The upcoming election is a great opportunity for Zimbabweans in general, for the current political leadership and even for the ousted dictator, himself, I will explain why.
Of course, for the masses, the election is a good opportunity to cast their votes and decide in what direction they want their country to go. Zimbabwe is a country that has a lot of talent and potential. Zimbabwe belongs to all and not to a syndicate of individuals. The genius in Zimbabwe has unfortunately been suppressed by an autocratic government over the years, especially during the dictatorship of the uninterrupted 37 and half years after independence.
This has led to a situation where a country, which should be one of the richest in the world, is now one of the poorest, with our young people being denied the opportunity to fulfil their aspirations.
The election is also a great opportunity for the current leadership, whether they lose or win the election, especially if they lose, for one very important reason: Zimbabwe has never in its history ever had a peaceful transfer of power.
The leadership now has a golden opportunity to break with the past and avoid the temptation of rigging the election using systems that were put in place by former President Robert Mugabe. Imagine if President Emmerson Mnangagwa (ED) loses the election and gracefully concedes and congratulates the winner. He would make instant history. He would become a greater statesman than if he had won the election, because he would have given the Zimbabwean people something no one ever gave them before – their country! He would truly go down in history as the man who gave the country back to the people. Think about it! He would be credited with being the man who finally drove out the ghost that has haunted Zimbabwe for more than 100 years.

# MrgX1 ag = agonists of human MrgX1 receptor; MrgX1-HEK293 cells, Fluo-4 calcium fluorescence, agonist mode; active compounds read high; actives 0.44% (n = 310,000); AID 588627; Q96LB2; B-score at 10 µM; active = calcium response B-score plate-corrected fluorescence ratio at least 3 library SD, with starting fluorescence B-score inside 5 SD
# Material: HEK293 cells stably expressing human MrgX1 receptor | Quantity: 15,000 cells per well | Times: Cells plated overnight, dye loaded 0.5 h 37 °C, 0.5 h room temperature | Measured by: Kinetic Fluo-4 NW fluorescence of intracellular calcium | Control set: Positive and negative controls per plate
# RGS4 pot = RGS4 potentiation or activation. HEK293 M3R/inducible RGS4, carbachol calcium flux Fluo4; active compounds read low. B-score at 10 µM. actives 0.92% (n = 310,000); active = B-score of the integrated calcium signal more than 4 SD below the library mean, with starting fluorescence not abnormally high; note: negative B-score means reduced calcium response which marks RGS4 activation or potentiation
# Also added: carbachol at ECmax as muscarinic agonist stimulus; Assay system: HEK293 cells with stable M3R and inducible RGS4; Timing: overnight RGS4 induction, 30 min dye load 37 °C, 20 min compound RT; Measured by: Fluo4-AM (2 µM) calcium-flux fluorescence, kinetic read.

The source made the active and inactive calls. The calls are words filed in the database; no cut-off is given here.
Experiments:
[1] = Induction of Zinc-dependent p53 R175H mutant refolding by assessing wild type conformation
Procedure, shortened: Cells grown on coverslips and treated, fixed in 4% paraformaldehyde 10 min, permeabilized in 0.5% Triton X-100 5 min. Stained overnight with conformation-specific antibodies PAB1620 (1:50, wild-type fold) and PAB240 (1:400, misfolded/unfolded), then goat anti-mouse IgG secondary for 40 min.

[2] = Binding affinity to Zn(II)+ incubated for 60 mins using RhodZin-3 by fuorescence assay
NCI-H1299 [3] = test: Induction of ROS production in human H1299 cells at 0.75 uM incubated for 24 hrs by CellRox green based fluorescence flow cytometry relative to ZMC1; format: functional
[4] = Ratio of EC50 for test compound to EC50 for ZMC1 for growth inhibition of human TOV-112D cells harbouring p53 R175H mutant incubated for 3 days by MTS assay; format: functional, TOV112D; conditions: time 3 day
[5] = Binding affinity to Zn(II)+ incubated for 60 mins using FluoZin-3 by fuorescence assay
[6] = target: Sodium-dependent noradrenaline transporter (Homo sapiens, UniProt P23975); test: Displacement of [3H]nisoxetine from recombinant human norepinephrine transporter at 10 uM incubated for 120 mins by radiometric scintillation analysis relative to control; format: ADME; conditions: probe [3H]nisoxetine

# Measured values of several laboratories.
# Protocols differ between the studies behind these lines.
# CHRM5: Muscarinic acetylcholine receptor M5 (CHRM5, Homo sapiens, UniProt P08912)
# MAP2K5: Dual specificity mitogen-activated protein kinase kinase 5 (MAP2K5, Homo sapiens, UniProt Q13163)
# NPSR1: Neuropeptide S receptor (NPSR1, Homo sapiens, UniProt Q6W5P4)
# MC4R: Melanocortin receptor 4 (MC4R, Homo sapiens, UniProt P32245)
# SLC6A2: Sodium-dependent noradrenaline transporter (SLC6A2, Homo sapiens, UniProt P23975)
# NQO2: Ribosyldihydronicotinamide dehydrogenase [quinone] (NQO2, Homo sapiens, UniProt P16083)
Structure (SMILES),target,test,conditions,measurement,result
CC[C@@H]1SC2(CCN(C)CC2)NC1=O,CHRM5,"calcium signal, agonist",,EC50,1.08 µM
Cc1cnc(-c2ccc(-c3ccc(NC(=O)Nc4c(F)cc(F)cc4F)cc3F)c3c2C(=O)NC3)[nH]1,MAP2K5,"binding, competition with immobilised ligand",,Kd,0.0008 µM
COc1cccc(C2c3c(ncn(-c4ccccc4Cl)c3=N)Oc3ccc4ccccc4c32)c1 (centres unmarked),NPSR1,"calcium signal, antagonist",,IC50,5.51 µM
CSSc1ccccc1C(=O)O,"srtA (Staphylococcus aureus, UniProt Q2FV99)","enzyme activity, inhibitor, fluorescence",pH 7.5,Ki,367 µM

If a peaceful transition of this kind were to happen, Zimbabweans would have tasted what it is like to have a democratic and free country and there would be no looking back. This would be a watershed election that people would remember for generations, even centuries. This is why I think Mnangagwa has a golden opportunity. The real losers would be those who want to run Zimbabwe like a mafia: intimidating, killing, amassing money and wealth by extortion. May these people be consigned to the dustbin of ignominy and disgrace! These people are currently publicly campaigning against ED and they are peddling a vendetta campaign using social media as well as the news media. Their concern is only revenge for the ousting of the dictator who let them plunder and loot; they do not care about the people of Zimbabwe. Of course, if ED wins the others should gracefully concede too.
As for Mugabe, he too might have an opportunity to make some amends for his wrongs. Of course, the wrongs he committed are so big that he can never fully make amends, but he can at least clear the air by publicly apologising for what he did to Zimbabwe: two generations of talent lost, impoverishing of a country that was once the bread basket of Africa, consigning more than four million Zimbabweans to being refugees in other countries, dividing the people, intimidating and killing, corrupting and brutalising the minds of the youths, engaging in widespread kleptocracy all by himself and his family and close associates, 40 years of development lost, an unknown number of people who died from deprivation, hunger and even diseases like cholera! He could at least help the country move on by acknowledging honestly and openly that he was ensnared by the allure of, and the lust for power and money and by his deluded belief in his own imagined greatness. He is indeed a living example of the wise saying that “power corrupts, but absolute power corrupts absolutely”.
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If he does apologise and is sincere with the apology, he could return to the people everything he stole and apologise in person to the families of those who lost loved ones by the violence he orchestrated.